I didn’t realize that the interpretation he took of this passage was connected to his interpretation of Matthew 24 and 1 Thessalonians 5. Now I’m aware that there’s this whole connection.
I went back, and in order to demonstrate this is what he says it is, which is what I taught when I went through this, that this is an aside to the church that is listening to John. In order to really prove that, you have to show that John makes these kinds of asides to his present AD 90 audience in more than just this one passage.
I’ve been trying to find time to do this all week. I got up at five this morning, read all of Revelation. There is no other aside like this in the entire book of Revelation. That’s what I was guessing, but I wanted to make sure, so I read everything through. There’s nothing like that anywhere else. As he says, it could be either way. It could be an aside, or it could be using the same language addressing the Tribulation generation just before Jesus comes back to say, “Keep watching, keep your garments, lest you walk naked, and they see his shame.”
What happens is there’s similarity here with a couple of things that are said to the overcomers in the seven letters to the seven churches. What is a primary rule of hermeneutics? Similarity doesn’t mean they’re identical. He violates a fundamental rule.
“Mr. Hermeneutics” violates a fundamental rule of hermeneutics by saying that, basically, he argues similarity here means that it must be talking to Church Age believers not to Tribulation saints.
And having gone through all that, I saw some other things as well. It’s very clear that this idea of a thief coming in the night, this illustration of sudden unexpectedness, is used of different things in the Scripture. It’s used of the Rapture, it’s used of “The Day of the Lord” and it’s used of the arrival of Jesus at the Second Coming.
This, I think, really shows that the parable of the fig tree is a warning to the generation that sees the signs to be ready, to be watching, so they won’t be taken by surprise when the Lord returns at the Second Coming. Because there will be judgment.
That’s what sets up the next set of parables: they’re all talking about judgment of those who survived the Tribulation. But you have a whole group of people in the Free Grace Alliance who have been following Joseph Dillow for a while, and they are going to argue that all these coming parables talk about the church because the Rapture got introduced starting in Matthew 24:36.
The argument they always cite goes back to those articles I mentioned by Bob Thomas. But what’s interesting is Thomas gives them a foundation, but Thomas doesn’t believe the Rapture’s in the last part of Matthew 24. So they cherry-picked what he said to go forward.
The reason I say that is because there are people listening to me, people who are in this congregation for whom that information is important. Some of you are just saying, “Well, that’s interesting; I’m glad to know this isn’t the Rapture; I’m going to move on.”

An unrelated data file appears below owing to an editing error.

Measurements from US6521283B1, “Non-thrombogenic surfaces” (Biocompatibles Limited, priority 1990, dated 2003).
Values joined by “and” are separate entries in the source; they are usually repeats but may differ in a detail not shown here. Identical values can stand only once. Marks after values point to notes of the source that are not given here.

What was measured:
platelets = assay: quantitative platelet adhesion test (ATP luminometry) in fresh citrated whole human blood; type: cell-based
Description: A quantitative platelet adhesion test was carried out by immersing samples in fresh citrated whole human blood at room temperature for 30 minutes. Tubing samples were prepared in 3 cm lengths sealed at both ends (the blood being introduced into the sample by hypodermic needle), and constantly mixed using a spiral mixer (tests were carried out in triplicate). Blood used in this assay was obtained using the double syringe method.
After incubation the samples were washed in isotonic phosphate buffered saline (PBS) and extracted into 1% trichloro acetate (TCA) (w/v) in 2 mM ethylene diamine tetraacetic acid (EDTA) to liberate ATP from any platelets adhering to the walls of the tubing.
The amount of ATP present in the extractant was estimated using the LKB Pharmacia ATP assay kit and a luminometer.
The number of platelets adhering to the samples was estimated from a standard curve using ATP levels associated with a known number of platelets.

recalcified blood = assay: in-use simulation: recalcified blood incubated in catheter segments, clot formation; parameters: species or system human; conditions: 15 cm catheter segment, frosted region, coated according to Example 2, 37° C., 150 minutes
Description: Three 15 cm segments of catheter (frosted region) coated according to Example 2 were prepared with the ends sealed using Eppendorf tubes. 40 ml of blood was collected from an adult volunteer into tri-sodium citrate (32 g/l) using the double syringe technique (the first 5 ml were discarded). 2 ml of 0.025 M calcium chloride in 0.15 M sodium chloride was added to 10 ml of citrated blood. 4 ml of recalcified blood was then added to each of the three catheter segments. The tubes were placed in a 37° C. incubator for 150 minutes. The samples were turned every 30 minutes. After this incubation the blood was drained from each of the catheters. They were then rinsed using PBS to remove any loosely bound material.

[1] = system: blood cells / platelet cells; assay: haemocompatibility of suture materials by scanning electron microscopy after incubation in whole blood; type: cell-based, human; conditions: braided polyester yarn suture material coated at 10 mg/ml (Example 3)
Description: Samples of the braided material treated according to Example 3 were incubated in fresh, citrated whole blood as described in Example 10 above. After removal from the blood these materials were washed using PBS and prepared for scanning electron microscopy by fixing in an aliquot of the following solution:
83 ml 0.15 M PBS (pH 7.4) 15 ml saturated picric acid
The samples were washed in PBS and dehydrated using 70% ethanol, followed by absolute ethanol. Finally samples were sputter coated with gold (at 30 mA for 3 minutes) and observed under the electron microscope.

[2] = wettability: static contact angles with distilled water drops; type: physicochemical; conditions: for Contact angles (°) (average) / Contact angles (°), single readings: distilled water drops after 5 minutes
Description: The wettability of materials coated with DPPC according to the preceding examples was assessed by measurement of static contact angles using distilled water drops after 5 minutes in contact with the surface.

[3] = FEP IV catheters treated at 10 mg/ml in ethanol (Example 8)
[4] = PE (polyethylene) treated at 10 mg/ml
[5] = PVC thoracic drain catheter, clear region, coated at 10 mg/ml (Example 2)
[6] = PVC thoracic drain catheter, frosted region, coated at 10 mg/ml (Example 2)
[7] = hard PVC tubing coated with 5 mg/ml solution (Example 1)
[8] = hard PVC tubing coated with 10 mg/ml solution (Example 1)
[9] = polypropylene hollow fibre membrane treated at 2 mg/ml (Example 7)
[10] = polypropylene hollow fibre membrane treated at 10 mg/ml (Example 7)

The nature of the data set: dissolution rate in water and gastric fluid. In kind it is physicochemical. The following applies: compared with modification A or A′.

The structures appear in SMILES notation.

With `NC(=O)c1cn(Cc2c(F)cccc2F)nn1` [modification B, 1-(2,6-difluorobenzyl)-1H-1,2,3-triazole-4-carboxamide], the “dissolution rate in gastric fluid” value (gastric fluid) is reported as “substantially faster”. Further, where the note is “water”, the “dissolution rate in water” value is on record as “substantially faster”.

That’s fine, but there are others who been going to Pre-Trib Rapture Study Group for the last 10 or 15 years; they’re a little more knowledgeable and they want to know answers to specific questions. So I’ll come back, pick it up a little more next time, as we go in.
I had debated within my head about whether or not to do an Easter Special. I’ve been gone, missing, this and that—too much. I’m sticking with Matthew 24 and 25 over the next few weeks because we’re just losing too much continuity by interrupting with other things, so we will continue with this next Sunday morning.
“Father, thank You for this opportunity to study these things this morning and to recognize that even though this is talking about the Tribulation generation and the suddenness and unexpectedness of Christ’s return and the need to be prepared and ready, it has application to us because as Church Age believers, we are anticipating our Lord’s return at the Rapture, which could be at any moment, and we need to be prepared, and we need to be ready.
“If there’s anyone listening who has never trusted Christ as Savior, then you’re not ready, you’re not prepared, for when Jesus returns at the Rapture, those who are alive will be caught up to be with Him in the clouds. We will not go through the Tribulation.
“Those who have not trusted in Christ as Savior will go through the Tribulation, the most horrific period of violence and turmoil that has ever been experienced in the history of mankind.
“If we trust in Christ we don’t go through that. Doesn’t mean we don’t go through tribulations and testing and wars and famines and pestilences, but not to the degree that they will be experienced in the Tribulation Period.
“We need to be ready also because the Judgment Seat of Christ immediately follows. We will be evaluated in terms of our Christian life, our Christian growth, our Christian maturity, our service to you.
“Father, we pray that we might take that to heart, that those who are not believers need to trust in Christ. For those who are believers, we need to make sure that we are spiritually prepared by growing, serving You, walking by the Spirit.
“We pray that you challenge us with these things this morning in Christ’s name, Amen.”